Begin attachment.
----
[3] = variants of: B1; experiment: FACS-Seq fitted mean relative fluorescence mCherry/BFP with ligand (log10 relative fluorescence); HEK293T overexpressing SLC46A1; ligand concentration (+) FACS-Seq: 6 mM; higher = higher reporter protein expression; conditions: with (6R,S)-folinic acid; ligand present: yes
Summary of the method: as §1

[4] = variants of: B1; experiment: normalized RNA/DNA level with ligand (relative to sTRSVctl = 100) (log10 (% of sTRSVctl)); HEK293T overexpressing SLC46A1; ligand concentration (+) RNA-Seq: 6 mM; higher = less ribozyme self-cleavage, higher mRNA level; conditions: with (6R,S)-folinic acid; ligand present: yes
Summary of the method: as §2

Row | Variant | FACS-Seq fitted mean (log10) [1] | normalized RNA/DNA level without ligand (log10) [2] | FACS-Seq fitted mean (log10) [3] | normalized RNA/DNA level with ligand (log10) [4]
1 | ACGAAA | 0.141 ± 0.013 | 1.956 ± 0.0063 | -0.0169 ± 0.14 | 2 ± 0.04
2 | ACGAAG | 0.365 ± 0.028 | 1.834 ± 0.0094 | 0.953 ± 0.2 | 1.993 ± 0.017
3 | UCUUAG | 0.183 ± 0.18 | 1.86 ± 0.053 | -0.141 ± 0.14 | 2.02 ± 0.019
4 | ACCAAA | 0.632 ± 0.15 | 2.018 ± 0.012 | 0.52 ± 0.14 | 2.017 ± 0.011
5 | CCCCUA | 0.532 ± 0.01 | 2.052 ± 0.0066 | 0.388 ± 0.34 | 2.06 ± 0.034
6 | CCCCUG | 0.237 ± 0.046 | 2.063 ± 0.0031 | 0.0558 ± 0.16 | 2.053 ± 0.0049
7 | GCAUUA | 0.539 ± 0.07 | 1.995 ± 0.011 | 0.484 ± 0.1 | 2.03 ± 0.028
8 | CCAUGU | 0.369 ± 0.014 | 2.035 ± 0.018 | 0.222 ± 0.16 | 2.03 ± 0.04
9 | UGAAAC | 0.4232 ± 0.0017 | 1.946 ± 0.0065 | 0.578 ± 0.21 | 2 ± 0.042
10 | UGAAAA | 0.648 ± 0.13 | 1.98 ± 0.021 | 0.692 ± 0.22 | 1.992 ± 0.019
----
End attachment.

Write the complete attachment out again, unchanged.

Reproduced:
[3] = variants of: B1; experiment: FACS-Seq fitted mean relative fluorescence mCherry/BFP with ligand (log10 relative fluorescence); HEK293T overexpressing SLC46A1; ligand concentration (+) FACS-Seq: 6 mM; higher = higher reporter protein expression; conditions: with (6R,S)-folinic acid; ligand present: yes
Summary of the method: as §1

[4] = variants of: B1; experiment: normalized RNA/DNA level with ligand (relative to sTRSVctl = 100) (log10 (% of sTRSVctl)); HEK293T overexpressing SLC46A1; ligand concentration (+) RNA-Seq: 6 mM; higher = less ribozyme self-cleavage, higher mRNA level; conditions: with (6R,S)-folinic acid; ligand present: yes
Summary of the method: as §2

Row | Variant | FACS-Seq fitted mean (log10) [1] | normalized RNA/DNA level without ligand (log10) [2] | FACS-Seq fitted mean (log10) [3] | normalized RNA/DNA level with ligand (log10) [4]
1 | ACGAAA | 0.141 ± 0.013 | 1.956 ± 0.0063 | -0.0169 ± 0.14 | 2 ± 0.04
2 | ACGAAG | 0.365 ± 0.028 | 1.834 ± 0.0094 | 0.953 ± 0.2 | 1.993 ± 0.017
3 | UCUUAG | 0.183 ± 0.18 | 1.86 ± 0.053 | -0.141 ± 0.14 | 2.02 ± 0.019
4 | ACCAAA | 0.632 ± 0.15 | 2.018 ± 0.012 | 0.52 ± 0.14 | 2.017 ± 0.011
5 | CCCCUA | 0.532 ± 0.01 | 2.052 ± 0.0066 | 0.388 ± 0.34 | 2.06 ± 0.034
6 | CCCCUG | 0.237 ± 0.046 | 2.063 ± 0.0031 | 0.0558 ± 0.16 | 2.053 ± 0.0049
7 | GCAUUA | 0.539 ± 0.07 | 1.995 ± 0.011 | 0.484 ± 0.1 | 2.03 ± 0.028
8 | CCAUGU | 0.369 ± 0.014 | 2.035 ± 0.018 | 0.222 ± 0.16 | 2.03 ± 0.04
9 | UGAAAC | 0.4232 ± 0.0017 | 1.946 ± 0.0065 | 0.578 ± 0.21 | 2 ± 0.042
10 | UGAAAA | 0.648 ± 0.13 | 1.98 ± 0.021 | 0.692 ± 0.22 | 1.992 ± 0.019